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mination, which they suppose essential to Virtue, that God should be the Bestower, or (which is the same Thing) the determining, disposing Author of Virtue. Not the former ; for natural Infuence and Tendency supposes Causality and Connection ; and that supposes Necessity of Event, which is inconsistent with Arminian Liberty. A Tendency of Means, by biassing the Heart in Favour of Virtue, or by bringing the Will under the Influence and Power of Motives in its Determinations, are both inconsistent with Arminian Liberty of Will, consisting in Indifference, and sovereign Self-determination, as has been largely demonstrated.

But for the more full Removal of this Prejudice against that Doctrine of Necessity which has been maintain'd, as though it tended to encourage a total Neglect of all Endeavours as vain; the following Things may be considered.

The Question is not, Whether Men may not thus improve this Doctrine : (We know that many true and wholesome Doctrines are abused :) But, Whether the Doctrine gives any just Occasion for such an Improvement; or whether, on the Sup. position of the Truth of the Doctrine, such a Use of it would not be unreasonable? If any shall affirm, that it would not, but that the very Nature of the Doctrine is such as gives just Occasion for it, it must be on this Supposition; namely, That such an invariable Necessity of all Things already settled, must render the Interposition of all Means, Endeavours, Conclusions or Actions of ours, in order to the obtaining any future End whatsoever, perfectly insignificant; because they can't in the least alter or vary the Course and Series of Things, in any Event or Circumstance;


all being already fixed unalterably by Necessity : And that therefore 'tis Folly, for Men to use any Means for any End; but their Wisdom, to fave themselves the Trouble of Endeavours, and take their Ease. No Person can draw such an Inference from this Doctrine, and come to such a Conclusion, without contradicting himself, and going counter to the very Principles he pretends to act upon: For he comes to a Conclusion, and takes a Course, in order to an End, even bis Ease, or the saving himself from Trouble ; he seeks something future, and uses Means in order to a future Thing, even in his drawing up that Conclusion, that he will seek nothing, and use no Means in order to any Thing future ; he seeks his future Ease, and the Benefit and Comfort of Indolence. If prior Neceflity that determines all Things, makes vain all Actions or Conclusions of ours, in order to any Thing future; then it makes vain all Conclusions and Conduct of ours, in order to our future Ease : The Measure of our Ease, with the Time, Manner and every Circumstance of it, is already fix'd, by all-determining Necessity, as much as any Thing else. If he says within himself, “ What “ future Happiness or Misery I shall have, is al“ ready in Effect determined by the necessary “ Course and Connection of Things; therefore I u will save myself the Trouble of Labour and “ Diligence, which can't add to my determin'd “ Degree of Happiness, or diminish my Misery; « but will take my Ease, and will enjoy the Com“ fort of Sloth and Negligence." Such a Man contradicts himself: He says, the Measure of his future Happiness and Misery is already fix'd, and he won't try to diminish the one, nor add to the other: But yet in his very Conclusion, he contradicts this; for he takes up this Conclusion, to add tp bis future Happiness, by the Ease and Comfort of his Negligence ; and to diminish his future Trouble and Misery, by saving himself the Trouble of using Means and taking Pains.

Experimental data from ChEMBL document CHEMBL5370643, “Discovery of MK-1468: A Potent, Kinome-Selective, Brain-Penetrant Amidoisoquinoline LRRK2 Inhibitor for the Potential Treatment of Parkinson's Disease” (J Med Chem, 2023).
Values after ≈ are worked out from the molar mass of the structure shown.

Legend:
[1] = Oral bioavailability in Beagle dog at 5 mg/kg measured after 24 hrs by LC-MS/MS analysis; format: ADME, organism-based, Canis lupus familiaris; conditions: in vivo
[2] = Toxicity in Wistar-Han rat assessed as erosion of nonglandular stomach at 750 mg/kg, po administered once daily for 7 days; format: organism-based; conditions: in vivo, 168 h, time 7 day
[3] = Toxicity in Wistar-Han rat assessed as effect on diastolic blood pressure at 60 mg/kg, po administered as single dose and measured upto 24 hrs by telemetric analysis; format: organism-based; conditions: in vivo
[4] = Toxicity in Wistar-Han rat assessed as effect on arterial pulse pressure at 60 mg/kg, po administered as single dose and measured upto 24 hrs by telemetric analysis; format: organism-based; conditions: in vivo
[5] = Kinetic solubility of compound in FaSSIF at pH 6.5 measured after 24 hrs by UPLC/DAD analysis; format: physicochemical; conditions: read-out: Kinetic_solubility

Therefore Persons can't reasonably make this Improvement of the Doctrine of Neceflity, that they will go into a voluntary Negligence of Means for their own Happiness. For the Principles they must go upon, in order to this, are inconsistent with their making any Improvement at all of the Doctrine : For to make some Improvement of it, is to be influenced by it, to come to some voluntary Conclusion, in Regard to their own Conduct, with some View or Aim: But this, as has been shewn, is inconsistent with the Principles they pretend to act upon. In short, the Principles are such as cannot be acted upon at all, or in any Respect, consistently. And therefore in every Pretence of acting upon them, or making any Improvement at all of them, there is a Self-contradiction.